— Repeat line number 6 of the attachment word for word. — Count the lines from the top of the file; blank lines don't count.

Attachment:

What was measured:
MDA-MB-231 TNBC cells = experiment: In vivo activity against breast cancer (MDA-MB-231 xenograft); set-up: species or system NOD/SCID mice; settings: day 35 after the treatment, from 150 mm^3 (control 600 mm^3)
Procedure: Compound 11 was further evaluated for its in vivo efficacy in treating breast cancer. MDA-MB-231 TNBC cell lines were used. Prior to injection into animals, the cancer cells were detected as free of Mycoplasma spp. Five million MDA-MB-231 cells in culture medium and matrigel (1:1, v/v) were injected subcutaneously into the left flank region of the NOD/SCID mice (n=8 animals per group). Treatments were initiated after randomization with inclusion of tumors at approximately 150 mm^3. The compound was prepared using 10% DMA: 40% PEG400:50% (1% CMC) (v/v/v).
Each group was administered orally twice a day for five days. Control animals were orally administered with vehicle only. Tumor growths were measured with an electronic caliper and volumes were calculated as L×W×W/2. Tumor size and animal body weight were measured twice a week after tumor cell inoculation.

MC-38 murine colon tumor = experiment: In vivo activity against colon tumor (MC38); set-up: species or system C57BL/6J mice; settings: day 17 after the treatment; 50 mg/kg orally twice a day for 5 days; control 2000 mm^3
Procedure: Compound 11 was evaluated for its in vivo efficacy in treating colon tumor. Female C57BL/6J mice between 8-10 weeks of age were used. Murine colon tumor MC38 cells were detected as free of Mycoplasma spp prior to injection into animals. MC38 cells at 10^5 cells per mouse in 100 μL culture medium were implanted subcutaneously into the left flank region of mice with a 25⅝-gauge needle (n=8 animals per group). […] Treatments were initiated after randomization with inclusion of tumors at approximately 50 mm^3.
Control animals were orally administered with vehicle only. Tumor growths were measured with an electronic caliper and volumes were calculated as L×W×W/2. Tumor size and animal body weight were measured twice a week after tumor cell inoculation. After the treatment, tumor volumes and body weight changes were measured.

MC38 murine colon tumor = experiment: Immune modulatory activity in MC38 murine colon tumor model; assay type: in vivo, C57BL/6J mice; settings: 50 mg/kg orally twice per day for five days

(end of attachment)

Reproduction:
Procedure: Compound 11 was evaluated for its in vivo efficacy in treating colon tumor. Female C57BL/6J mice between 8-10 weeks of age were used. Murine colon tumor MC38 cells were detected as free of Mycoplasma spp prior to injection into animals. MC38 cells at 10^5 cells per mouse in 100 μL culture medium were implanted subcutaneously into the left flank region of mice with a 25⅝-gauge needle (n=8 animals per group). […] Treatments were initiated after randomization with inclusion of tumors at approximately 50 mm^3.